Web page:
Something joyful. Ryan’s story.
Ryan Warner has been teaching her second grade students at Forge Road Elementary in Palmyra in person, full time since last August. Like many, she’s looking forward to the end of a long, very unusual school year. She’s ready to welcome the summer break —and her third child, due at the end of May.
Warner plans to work until the labor pains begin. Being pregnant throughout the pandemic has been a blessing, she says, giving her something joyful to take her mind off “other strange, unknown things.” Overall, she says that she hasn’t been any more fearful than when she was pregnant with her two daughters — Greta, now 5, and Elsie, 3.
“With each of them, I had horrible morning sickness,” she explains. “The only way I made it through was taking it one day at a time until that magic moment with both when the sickness just stopped.”
She didn’t experience morning sickness this time around. Her friends told her – accurately, it turned out – that it meant she was having a boy. She did have some anxiety during her first trimester with her son, though. At six or seven weeks along, she started to bleed.
“I was worried. It hadn’t happened with my previous pregnancies. My midwife Courtney checked my hCG (human chorionic gonadotropin, a hormone produced during pregnancy) levels and ordered an ultrasound,” says Warner.
Courtney Murray is a certified nurse midwife at Penn State Health Women’s Health who has been her care provider for all three of her pregnancies. She called Warner with the test results.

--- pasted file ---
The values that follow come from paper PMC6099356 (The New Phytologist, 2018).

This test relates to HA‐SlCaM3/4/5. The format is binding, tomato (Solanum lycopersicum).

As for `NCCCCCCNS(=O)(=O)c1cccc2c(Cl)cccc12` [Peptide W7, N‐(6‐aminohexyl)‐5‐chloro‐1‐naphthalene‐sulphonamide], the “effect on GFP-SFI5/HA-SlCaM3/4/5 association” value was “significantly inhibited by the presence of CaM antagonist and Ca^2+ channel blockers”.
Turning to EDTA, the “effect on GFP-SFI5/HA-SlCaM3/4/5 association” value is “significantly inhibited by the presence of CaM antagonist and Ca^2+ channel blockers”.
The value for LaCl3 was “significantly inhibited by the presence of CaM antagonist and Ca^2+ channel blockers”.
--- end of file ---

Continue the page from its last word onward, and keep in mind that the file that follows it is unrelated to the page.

“It turned out it was something pretty common, a subchorionic hematoma (bleeding between the uterine lining and outer fetal membrane) that eventually went away on its own. Courtney wasn’t worried about it, so neither was I.”
Warner calls her midwife “amazing. She’s very caring, very supportive,” she says. “Courtney has given me the best care throughout each of my pregnancies.”
Warner delivered her first two children at Penn State Health Milton S. Hershey Medical Center. Her two sisters delivered there as well. Combined, they’ve had six babies at the medical center. Now Warner will have her son at the new Women and Babies Center in Penn State Health Children’s Hospital. Her younger sister plans to deliver there in July.
Meanwhile, Warner is finishing the school year and preparing for her newly expanded family. Her hopes for Mother’s Day this year are simple.
“Last year, there were so many unknowns,” she says. “This year, it’s such an exciting time.” She looks forward to spending Mother’s Day outdoors with her husband, two daughters and very big baby bump.
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